Created by the same team responsible for Tapper and Timber (and featuring a main character who looks eerily familiar to fans of those games), this 1983 release from Bally Midway is so insane that it features, wait for it, poetry and dominos! As you try to set up a domino display, bullies, killer bees and troublesome bystanders undo your work. If you somehow get to line up all of your dominos, you have the pleasure of knocking them all down and moving onto the next board. At the end of the game, players have their progress analyzed through on-screen poems. Not e.e. cummings-quality stanzas mind you, but they are pretty good for an obscure videogame.
5) Minky Monkey
Imagine playing Donkey Kong Jr. while suffering from a gaping head wound, and you will begin to grasp what the Minky Monkey experience is like. Controlling what appears to be an anthropomorphized apple core, players must complete the tasks assigned to them by a monkey who has acquired a firm grasp of the English language before they can advance to the next level. Were it not for the widespread availability of ROMs on the Internet, Minky Monkey probably would have be forgotten. The lesson to be learned here is that if you are going to have an obnoxious simian be the villain in your videogame, be sure to give players the opportunity to beat the piss out of it or risk being relegated to the annals of obscurity.
Having worked as a short order cook, I am pleased to say that I was never chased around by sinister eggs, pickles or hot dogs. Which is a shame, because I imagine that it would have broken up the monotony of the workday. Easily the most fun game on this list, if not the most popular, Burgertime is a true arcade classic. And let’s not forget that terrifying commercial for the Intellivison port of the game:
There’s really no good reason why Burgertime‘s hero, Peter Pepper, isn’t a gaming icon a la Mario or Sonic. But that’s not his style. He doesn’t call OSHA about the unsafe working conditions, he just wants to make it through his shift before going home to a case of Bud and a Tivo packed with Ice Road Truckers episodes. Peter’s a man’s man. He doesn’t desire the spotlight or to star in new games. All he needs is a bun to run across and the hope that each day will bring some new burgers to build.
3) Space Harrier
“Welcome to the fantasy zone!” When Sega unleashed Space Harrier upon the public in 1985, the game’s 3-D backgrounds and memorable villains–especially those ever-present Easter Island heads–were unlike anything seen before at the time. Viewed upon by jaded 2009 eyes, Space Harrier seems repetitive (just try sitting through all 8:47 of the above clip) and responsible for ushering in the age of the button-masher. But at the time of its initial release, this was a game that helped briefly revive an industry that had already started its slow march towards oblivion.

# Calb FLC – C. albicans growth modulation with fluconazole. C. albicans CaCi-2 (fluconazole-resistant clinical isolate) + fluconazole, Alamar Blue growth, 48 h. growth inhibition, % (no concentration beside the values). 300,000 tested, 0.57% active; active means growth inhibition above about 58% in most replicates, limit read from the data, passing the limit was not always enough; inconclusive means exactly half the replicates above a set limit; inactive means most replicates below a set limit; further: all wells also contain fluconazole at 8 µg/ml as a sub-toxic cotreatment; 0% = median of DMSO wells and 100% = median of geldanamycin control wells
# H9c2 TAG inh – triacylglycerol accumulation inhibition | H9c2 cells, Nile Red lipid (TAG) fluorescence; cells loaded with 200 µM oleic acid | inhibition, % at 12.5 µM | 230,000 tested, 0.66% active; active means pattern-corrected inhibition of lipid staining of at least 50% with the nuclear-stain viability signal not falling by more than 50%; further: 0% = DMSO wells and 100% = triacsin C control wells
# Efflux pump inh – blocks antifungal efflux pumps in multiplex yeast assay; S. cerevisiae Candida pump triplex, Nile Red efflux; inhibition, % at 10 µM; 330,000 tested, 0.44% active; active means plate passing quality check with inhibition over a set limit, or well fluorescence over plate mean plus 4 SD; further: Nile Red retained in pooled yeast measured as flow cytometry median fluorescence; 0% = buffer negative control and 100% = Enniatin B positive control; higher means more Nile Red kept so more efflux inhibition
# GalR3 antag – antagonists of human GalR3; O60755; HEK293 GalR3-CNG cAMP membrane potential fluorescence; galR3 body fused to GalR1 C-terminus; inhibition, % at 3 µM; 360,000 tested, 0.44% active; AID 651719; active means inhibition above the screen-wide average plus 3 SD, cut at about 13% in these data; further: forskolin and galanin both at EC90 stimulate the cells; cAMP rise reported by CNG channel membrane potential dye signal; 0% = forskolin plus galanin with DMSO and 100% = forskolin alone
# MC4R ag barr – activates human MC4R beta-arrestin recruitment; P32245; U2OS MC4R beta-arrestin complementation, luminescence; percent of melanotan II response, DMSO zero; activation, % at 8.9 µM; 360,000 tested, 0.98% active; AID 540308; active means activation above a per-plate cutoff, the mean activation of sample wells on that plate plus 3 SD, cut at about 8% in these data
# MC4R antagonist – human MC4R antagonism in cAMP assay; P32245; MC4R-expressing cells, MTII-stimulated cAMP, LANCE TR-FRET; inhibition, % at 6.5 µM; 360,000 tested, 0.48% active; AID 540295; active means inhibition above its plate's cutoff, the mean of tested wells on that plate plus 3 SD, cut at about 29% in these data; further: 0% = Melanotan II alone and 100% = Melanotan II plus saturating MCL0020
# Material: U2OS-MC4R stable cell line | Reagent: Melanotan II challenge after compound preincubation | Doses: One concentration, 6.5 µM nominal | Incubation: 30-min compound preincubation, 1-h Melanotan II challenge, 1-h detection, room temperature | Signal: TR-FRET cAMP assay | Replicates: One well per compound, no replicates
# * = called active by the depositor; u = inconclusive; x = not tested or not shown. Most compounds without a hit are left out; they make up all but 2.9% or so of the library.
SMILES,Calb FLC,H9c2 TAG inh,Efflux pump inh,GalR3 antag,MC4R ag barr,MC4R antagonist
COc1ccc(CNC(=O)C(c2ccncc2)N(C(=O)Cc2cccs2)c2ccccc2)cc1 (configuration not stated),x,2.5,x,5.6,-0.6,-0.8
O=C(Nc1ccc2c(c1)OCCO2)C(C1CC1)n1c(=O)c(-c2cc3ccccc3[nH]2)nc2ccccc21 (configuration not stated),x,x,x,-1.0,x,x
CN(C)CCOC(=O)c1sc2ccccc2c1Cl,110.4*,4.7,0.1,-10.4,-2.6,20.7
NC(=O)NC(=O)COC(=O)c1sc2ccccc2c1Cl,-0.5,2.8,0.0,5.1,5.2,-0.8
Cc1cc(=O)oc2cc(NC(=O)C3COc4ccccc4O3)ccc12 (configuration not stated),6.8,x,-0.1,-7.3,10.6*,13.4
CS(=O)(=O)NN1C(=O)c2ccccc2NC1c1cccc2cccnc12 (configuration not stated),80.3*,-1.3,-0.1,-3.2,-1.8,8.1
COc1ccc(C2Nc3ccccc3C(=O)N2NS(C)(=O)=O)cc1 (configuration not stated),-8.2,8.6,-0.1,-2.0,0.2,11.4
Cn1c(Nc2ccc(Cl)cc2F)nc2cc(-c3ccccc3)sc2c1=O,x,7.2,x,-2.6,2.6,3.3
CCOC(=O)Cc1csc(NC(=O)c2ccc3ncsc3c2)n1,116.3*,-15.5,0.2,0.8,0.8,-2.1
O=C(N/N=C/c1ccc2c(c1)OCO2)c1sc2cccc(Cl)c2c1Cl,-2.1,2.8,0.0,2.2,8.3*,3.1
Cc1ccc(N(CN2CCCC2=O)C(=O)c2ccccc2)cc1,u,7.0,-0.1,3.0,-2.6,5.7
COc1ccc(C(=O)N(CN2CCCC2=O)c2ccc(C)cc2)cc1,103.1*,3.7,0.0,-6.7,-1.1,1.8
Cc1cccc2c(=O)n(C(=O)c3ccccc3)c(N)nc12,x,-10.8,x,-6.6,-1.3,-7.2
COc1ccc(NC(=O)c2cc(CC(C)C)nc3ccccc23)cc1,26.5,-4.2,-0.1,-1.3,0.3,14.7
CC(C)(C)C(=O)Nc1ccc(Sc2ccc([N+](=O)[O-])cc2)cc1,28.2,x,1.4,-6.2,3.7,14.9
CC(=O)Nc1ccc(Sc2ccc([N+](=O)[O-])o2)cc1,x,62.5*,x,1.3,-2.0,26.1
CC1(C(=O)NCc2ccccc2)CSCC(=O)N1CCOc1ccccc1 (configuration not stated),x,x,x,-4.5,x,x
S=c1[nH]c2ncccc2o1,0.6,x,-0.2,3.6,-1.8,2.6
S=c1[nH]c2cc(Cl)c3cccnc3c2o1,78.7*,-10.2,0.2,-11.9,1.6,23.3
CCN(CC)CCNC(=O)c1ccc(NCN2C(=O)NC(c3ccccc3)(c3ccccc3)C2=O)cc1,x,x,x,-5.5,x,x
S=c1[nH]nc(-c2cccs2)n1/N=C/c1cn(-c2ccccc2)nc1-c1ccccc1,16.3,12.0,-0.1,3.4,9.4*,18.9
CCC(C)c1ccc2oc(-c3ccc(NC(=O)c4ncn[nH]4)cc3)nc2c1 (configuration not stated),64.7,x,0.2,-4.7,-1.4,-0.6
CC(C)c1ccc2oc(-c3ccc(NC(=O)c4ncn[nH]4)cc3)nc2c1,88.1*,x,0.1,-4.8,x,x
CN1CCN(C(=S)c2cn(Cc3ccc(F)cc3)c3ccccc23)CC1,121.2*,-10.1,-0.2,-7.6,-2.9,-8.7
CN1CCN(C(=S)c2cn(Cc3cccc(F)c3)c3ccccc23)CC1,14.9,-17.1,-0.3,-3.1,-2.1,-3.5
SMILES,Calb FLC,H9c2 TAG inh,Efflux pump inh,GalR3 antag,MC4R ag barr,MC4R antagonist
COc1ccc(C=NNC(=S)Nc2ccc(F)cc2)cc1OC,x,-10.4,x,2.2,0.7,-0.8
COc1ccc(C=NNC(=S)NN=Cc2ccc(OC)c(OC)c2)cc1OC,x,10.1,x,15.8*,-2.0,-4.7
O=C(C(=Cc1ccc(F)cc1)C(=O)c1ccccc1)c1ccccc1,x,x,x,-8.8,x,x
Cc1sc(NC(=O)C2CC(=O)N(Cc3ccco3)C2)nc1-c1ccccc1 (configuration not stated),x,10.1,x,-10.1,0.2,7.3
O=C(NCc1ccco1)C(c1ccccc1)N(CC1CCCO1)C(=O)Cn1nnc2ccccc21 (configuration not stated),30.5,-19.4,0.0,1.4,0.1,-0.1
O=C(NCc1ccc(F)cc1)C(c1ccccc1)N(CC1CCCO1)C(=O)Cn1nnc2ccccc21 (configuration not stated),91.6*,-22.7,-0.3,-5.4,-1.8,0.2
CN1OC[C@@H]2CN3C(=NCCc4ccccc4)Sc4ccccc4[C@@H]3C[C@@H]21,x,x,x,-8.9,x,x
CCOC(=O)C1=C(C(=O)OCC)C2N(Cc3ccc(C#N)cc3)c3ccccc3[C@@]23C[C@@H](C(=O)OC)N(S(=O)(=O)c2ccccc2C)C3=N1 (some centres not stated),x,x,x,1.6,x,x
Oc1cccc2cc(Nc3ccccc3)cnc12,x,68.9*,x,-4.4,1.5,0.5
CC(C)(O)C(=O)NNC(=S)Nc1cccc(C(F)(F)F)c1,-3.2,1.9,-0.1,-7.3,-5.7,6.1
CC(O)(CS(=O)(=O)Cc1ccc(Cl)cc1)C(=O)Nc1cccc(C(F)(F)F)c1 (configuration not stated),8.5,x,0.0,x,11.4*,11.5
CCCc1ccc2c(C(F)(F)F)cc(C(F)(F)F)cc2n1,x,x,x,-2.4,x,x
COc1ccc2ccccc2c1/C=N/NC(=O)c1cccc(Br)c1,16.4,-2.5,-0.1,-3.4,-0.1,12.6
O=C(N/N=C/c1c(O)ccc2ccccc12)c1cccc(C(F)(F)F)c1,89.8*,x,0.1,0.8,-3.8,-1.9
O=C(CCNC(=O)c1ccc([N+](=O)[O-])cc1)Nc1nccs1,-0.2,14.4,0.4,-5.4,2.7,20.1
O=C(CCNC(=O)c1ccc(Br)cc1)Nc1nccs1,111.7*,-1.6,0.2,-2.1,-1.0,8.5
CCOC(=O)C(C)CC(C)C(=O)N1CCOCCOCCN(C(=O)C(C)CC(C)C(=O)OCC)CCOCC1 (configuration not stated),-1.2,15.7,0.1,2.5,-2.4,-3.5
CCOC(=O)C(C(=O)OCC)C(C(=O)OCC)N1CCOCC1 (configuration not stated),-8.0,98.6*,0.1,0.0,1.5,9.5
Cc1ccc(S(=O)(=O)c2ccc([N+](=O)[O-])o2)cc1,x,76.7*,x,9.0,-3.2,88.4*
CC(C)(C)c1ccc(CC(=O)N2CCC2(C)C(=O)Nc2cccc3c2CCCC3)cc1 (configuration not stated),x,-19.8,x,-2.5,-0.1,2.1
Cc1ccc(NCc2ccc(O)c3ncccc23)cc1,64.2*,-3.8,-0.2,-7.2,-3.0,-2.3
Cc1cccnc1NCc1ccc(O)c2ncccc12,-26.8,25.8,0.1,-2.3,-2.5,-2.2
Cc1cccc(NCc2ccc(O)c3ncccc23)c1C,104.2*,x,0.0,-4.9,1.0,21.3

The Three Little Pigs fairytale got a makeover for the video age in this 1982 Konami release. In an effort to get her kidnapped piglets back, a mother pig goes all Rambo on the not-so-big-or-bad wolves responsible for taking her kids by trying to shoot arrows at them and the helium balloons they fly around in. In the game’s twisted logic universe, female pigs have great archery skills and the word “pooyan” refers to the abducted lil’ piggies, and not genitalia.
There was a Journey arcade game. For a quarter and a smile you could share the night uh…journeying with mini digitized versions of Steve Perry and the rest of his awesome-haired bandmates. It doesn’t matter that it wasn’t too much fun or that it set a precedent that also gave Michael Jackson, Aerosmith and Kris Kross their own games. What’s important is that it was Journey, and they were in a videogame that featured their own songs–including “Separate Ways” that would play through a cassette deck built into the cabinet. The only thing that could have made the game any cooler would have been if it were based on a band that you weren’t ashamed of liking. Trivia: if you own the cocktail table version of this game, chances are you are either awesome or the biggest hipster douche bag who ever lived.
Robert Bricken is one of the original co-founders of the site formerly known as Topless Robot, and its first editor-in-chief, serving from 2008-12. He brought the site to prominence with “nerd news, humor and self-loathing” as its motto, raising it from total internet obscurity to a readership in the millions, with help from his savage “FAQ” movie reviews and Fan Fiction Fridays. Under his tenure Topless Robot was covered by Gawker, Wired, Defamer, New York magazine, ABC News, and others, and his articles have been praised by Roger Ebert, Avengers actor Clark Gregg, comedian and The Daily Show correspondent John Hodgman, the stars of Mystery Science Theater 3000 and Rifftrax, and others. He is currently the managing editor of io9.com. Despite decades as both an amateur and professional nerd, he continues to be completely unprepared for either the zombie apocalypse or the robot uprising.